I'm not too worried about future waves, even if they reach higher than this one - we will have mass testing, PPE and healthcare, plus a proven method of crushing them down again with bursts of full lockdowns.
One problem is though whether the UK or US can actually stop exponential growth (rather than just slow it down).

The lockdown has been less severe than in for example Italy, and the infection is widespread.

If, say, R0 in the UK or US is currently down to 1.7 then any relaxation is going to see infection rates rocket up.

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Re: Covid-19 the unlockdown

Post by Martin_B » Thu Apr 09, 2020 8:05 am

Woodchopper wrote:
Thu Apr 09, 2020 7:57 am
lpm wrote:
Thu Apr 09, 2020 7:20 am
What's the problem with allowing exponential growth to restart if we have a method to halt it? Lockdowns are now a proven success.

You can set a base level lockdown to remain in place till 31 March 2021 e.g. all who can work from home must work from home, no foreign travel, no holiday travel, 2 metre distancing, no football, theatre and festivals.

This base level permanently slows restarts of the exponential and sets them running at lower slopes.

You then overlay full lockdowns when exponentials get too big. Hence 2 or 3 more big waves to come in the next year.

Also, the virus becomes less lethal and transmittable with time. A wave next year is less damaging than the current wave. Not because of any change to the RNA but because of change to the human hosts - far more hospital beds, thousands of ventilators, nurses with PPE. And better techniques, experience of which drug combinations work and millions of tests. The virus becomes less infectious because 2 metres becomes second nature.

What's infuriating about the govt approach is they got obsessed with 2nd waves so deliberately ran the first one hotter, while failing to prepare the equipment etc. They missed the fundamental fact that the virus becomes less deadly with time (in a rich country with vast resources to ramp up healthcare).

I'm not too worried about future waves, even if they reach higher than this one - we will have mass testing, PPE and healthcare, plus a proven method of crushing them down again with bursts of full lockdowns.
One problem is though whether the UK or US can actually stop exponential growth (rather than just slow it down).

The lockdown has been less severe than in for example Italy, and the infection is widespread.

If, say, R0 in the UK or US is currently down to 1.7 then any relaxation is going to see infection rates rocket up.
I don't think that the US or UK are in any position to remove restrictions at present, not with current rates. New York seems to be levelling off, but I'd say you want the case load to decrease substantially (to at least manageable levels in the hospitals) before any restrictions get lifted. That's probably not for another 3-4 weeks, given the quoted recovery period and level of bed/medical staff usage.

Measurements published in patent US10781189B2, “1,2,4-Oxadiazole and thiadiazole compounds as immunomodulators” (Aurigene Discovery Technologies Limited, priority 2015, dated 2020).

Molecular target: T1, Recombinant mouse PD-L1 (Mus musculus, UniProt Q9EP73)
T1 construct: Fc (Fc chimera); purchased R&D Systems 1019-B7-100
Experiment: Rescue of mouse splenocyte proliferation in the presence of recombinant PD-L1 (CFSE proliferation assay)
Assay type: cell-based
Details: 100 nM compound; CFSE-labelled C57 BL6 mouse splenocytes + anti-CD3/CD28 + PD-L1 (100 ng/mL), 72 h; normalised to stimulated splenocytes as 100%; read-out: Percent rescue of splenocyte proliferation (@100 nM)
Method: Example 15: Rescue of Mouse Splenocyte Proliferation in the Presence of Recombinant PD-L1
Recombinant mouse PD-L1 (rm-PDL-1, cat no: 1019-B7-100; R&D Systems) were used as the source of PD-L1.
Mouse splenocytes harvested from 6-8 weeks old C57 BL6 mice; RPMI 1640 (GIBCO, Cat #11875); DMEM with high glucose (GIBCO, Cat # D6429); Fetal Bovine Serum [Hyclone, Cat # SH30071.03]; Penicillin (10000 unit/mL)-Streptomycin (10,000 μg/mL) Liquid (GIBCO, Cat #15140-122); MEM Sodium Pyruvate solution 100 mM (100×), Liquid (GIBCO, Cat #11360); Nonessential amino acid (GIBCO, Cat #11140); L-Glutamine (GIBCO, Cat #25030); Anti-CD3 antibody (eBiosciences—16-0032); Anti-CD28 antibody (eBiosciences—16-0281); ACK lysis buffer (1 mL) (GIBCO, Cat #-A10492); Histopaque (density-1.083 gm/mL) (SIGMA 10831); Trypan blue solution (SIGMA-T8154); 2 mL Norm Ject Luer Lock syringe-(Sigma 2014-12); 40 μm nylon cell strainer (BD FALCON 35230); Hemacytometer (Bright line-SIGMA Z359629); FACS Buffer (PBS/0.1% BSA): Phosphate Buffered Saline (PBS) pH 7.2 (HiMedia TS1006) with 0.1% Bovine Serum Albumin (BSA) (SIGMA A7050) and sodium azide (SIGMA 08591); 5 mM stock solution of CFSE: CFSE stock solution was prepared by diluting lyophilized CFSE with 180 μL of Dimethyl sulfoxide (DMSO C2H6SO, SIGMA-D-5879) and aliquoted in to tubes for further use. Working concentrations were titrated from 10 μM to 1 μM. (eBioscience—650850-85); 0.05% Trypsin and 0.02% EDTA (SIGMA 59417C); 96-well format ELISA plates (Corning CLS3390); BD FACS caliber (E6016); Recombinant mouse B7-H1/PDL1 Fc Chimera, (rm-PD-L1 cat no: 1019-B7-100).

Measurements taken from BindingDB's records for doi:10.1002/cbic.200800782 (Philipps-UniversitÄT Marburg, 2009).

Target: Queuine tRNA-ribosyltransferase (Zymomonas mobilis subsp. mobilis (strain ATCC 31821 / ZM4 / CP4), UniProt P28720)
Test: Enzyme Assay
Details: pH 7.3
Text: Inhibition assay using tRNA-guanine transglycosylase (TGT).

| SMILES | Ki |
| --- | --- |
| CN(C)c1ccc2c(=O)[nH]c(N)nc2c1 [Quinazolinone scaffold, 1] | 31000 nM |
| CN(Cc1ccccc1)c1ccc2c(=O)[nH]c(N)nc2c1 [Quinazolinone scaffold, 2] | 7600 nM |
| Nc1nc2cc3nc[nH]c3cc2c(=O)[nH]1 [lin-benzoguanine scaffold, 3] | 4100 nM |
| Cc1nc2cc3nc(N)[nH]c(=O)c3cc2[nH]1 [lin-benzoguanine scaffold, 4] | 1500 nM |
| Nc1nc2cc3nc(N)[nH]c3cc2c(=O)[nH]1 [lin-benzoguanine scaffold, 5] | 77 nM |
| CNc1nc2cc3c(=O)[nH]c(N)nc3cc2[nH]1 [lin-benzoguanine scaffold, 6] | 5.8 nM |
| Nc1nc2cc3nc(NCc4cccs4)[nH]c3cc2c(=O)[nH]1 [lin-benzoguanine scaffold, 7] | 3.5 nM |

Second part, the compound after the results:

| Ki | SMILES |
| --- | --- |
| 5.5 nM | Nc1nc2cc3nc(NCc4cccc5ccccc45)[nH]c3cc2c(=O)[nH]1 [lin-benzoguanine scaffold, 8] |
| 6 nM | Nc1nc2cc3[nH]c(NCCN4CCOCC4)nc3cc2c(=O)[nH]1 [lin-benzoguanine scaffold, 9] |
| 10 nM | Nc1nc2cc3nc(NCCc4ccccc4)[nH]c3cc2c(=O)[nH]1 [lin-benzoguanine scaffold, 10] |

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Re: Covid-19 the unlockdown

Post by lpm » Thu Apr 09, 2020 8:10 am

I'm pretty confident we've achieved R0 of better than 1.7. There are millions of people in the UK with such tiny risk of catching anything they have to imagine scenarios where it's transmitted by remote country stiles. The virus is meeting dead ends in millions of households, which offsets its freedom of movement among healthcare workers and bus drivers.

But it will be there as a permanent backdrop, simmering way (and geographically fully dispersed across the UK). Whatever we do in June to ease the lockdown will lead to it coming back to the boil. What matters more is speeding up the expansion of healthcare from our inadequate beginnings

The US is very different. They've barely reduced R0, except in the worst hot spots.
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Re: Covid-19 the unlockdown

Post by lpm » Thu Apr 09, 2020 8:14 am

Martin_B wrote:
Thu Apr 09, 2020 8:05 am
That's probably not for another 3-4 weeks, given the quoted recovery period and level of bed/medical staff usage.
3-4 weeks is insanely fast, even for countries ahead of the UK and US. That's early May. Surely the starting assumption is lifting 30 June and then flexing earlier or later depending on circumstances? For example, allowing limited cross-household mixing in early June to permit families to get together again, or reopening schools early, or reopening non-essential shops - all against a backdrop of continued lockdown.
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Re: Covid-19 the unlockdown

Post by Grumble » Thu Apr 09, 2020 8:14 am

lpm wrote:
Thu Apr 09, 2020 8:10 am
The US is very different. They've barely reduced R0, except in the worst hot spots.
Roughly half of the US seem convinced the whole thing is a plot to get rid of Trump, as if people dying in Asia and Europe somehow furthered that idea.
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Re: Covid-19 the unlockdown

Post by Woodchopper » Thu Apr 09, 2020 8:38 am

lpm wrote:
Thu Apr 09, 2020 8:10 am